The jury in the criminal trial of suspended Hamilton County Juvenile Court Judge Tracie Hunter heard over four hours of opening statements from defense and prosecution lawyers today.
Special prosecutor R. Scott Croswell painted a picture of a woman who has, since taking office in May 2012, repeatedly violated court rules and broken laws to the point where there was no choice but to seek a criminal indictment against her.
A jury of 11 women and one man will hear the criminal case of Hamilton County Juvenile Court judge Tracie Hunter.
The jury was seated at today, after a day and a half of questioning of the jury pool by Hunter's attorney and the special prosecutors trying the case. Opening arguments by defense lawyer Clyde Bennett and special prosecutors R. Scott Croswell and Merlyn Shiverdecker will be heard Wednesday.
Six alternate jurors were also seated this afternoon (Tuesday). Common pleas court judge Norbert Nadel has told jurors the trial could last four to six weeks.
A jury in the criminal trial of Hamilton County Juvenile Court Judge Tracie Hunter is likely to be seated this morning.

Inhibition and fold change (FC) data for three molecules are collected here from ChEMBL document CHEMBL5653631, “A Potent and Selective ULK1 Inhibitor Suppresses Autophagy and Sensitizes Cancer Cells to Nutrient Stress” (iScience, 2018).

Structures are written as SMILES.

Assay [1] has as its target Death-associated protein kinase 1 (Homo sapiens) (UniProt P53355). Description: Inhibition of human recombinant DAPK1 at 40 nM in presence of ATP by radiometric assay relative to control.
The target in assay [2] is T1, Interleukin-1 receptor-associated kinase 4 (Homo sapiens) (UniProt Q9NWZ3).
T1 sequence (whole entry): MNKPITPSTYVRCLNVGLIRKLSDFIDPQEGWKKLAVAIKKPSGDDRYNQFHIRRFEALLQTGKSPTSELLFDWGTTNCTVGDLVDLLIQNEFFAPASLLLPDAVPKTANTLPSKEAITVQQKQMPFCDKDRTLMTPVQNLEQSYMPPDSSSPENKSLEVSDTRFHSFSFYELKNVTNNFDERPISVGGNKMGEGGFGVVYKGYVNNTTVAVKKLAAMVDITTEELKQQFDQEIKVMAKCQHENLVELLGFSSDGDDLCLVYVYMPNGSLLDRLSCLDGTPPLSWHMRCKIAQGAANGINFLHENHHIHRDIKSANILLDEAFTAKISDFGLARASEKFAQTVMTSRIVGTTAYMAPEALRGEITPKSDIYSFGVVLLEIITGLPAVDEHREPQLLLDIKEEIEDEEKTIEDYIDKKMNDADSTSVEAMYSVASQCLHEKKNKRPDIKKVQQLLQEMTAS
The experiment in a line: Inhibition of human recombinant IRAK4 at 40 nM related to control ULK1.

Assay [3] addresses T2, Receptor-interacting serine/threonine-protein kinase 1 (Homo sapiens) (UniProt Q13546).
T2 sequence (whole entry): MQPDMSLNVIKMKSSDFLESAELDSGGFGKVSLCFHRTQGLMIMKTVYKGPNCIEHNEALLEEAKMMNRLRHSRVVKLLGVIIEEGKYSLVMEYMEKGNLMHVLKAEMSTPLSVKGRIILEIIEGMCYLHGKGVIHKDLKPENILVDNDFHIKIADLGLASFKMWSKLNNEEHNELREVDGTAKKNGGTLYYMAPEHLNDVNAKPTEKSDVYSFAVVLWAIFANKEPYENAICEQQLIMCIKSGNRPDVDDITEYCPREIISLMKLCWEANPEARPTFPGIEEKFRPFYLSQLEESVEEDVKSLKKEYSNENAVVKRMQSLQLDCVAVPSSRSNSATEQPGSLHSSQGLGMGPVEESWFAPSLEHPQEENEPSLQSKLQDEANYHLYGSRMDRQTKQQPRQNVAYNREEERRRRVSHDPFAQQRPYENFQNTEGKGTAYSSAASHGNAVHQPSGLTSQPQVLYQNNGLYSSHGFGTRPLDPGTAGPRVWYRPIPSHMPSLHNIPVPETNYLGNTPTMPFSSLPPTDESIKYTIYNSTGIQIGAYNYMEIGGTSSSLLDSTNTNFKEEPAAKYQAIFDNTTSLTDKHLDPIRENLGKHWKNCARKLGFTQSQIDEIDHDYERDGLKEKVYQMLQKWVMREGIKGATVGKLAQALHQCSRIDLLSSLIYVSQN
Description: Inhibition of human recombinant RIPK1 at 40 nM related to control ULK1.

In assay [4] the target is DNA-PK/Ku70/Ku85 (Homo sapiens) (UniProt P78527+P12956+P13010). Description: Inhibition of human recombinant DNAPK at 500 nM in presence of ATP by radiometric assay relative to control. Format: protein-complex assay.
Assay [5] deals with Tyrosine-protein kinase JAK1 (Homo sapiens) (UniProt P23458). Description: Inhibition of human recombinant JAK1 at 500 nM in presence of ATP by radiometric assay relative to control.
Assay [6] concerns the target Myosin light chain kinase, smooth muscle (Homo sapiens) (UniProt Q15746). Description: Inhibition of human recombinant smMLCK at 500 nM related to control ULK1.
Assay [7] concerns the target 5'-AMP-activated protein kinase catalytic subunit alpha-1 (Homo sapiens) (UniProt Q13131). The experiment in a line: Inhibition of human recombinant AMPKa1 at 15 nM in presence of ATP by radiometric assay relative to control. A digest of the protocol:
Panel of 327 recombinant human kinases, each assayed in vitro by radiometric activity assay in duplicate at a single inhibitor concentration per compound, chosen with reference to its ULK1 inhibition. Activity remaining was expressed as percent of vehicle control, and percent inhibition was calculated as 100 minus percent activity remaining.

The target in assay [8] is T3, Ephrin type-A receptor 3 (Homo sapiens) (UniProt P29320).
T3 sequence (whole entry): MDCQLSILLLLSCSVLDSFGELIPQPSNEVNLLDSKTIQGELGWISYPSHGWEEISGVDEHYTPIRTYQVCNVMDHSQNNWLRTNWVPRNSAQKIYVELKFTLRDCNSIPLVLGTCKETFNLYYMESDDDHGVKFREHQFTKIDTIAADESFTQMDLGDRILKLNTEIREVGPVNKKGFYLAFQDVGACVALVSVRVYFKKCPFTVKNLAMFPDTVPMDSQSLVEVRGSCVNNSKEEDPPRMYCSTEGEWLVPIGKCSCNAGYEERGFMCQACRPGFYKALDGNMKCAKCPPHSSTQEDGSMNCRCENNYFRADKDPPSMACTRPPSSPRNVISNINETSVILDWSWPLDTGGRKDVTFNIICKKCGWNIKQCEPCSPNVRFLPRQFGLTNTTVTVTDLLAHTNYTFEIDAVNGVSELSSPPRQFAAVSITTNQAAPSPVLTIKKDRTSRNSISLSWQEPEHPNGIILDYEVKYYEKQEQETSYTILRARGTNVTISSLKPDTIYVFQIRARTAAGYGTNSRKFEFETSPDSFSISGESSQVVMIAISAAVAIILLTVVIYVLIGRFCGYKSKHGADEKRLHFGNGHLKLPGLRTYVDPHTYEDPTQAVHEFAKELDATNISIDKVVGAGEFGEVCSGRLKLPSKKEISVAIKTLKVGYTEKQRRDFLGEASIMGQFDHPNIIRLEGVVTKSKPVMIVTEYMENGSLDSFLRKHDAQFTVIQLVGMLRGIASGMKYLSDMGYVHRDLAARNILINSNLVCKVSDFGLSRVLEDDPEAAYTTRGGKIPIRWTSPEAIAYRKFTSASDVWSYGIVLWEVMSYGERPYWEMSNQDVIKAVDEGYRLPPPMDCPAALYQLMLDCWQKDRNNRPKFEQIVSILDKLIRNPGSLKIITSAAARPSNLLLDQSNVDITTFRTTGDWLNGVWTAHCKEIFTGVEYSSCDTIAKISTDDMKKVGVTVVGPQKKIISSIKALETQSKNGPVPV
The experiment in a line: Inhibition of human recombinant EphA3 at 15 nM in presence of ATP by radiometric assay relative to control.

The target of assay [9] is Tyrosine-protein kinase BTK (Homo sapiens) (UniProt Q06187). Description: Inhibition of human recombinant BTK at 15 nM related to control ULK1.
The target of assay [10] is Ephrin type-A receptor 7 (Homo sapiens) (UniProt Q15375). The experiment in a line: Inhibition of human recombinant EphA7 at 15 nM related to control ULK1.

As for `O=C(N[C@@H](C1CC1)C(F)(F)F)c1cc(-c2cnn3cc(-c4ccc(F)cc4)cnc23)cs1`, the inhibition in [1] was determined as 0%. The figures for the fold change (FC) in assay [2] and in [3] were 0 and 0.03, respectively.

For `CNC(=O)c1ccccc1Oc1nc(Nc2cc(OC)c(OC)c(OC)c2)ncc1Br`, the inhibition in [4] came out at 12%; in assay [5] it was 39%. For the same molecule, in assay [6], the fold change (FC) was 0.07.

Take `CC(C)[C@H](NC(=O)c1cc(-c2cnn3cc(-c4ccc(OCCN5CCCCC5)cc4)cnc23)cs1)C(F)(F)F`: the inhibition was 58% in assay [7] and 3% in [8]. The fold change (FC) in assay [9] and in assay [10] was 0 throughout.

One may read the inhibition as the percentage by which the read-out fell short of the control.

On Monday, the defense and prosecuting attorneys came close to seating a jury, but will attempt to finish the work this morning.
Hunter's lawyer, Clyde Bennett, and the special prosecutors in the case questioned at least half of the 60-person jury pool in a long session Monday, but came up short on finding 12 jurors both sides could agree on.
The lawyer for indicted juvenile court judge Tracie Hunter has asked the judge in her case for a change of venue, saying he doesn't think Hunter can get a fair trial in Hamilton County.
Hunter's lawyer, Clyde Bennett II, told WVXU that he filed a change-of-venue affidavit with Hamilton County Common Pleas Court judge Norbert Nadel. In it, Bennett says there has been so much adverse publicity in the Hunter case that he doesn't think it is probable to find jurors who haven't made up their minds.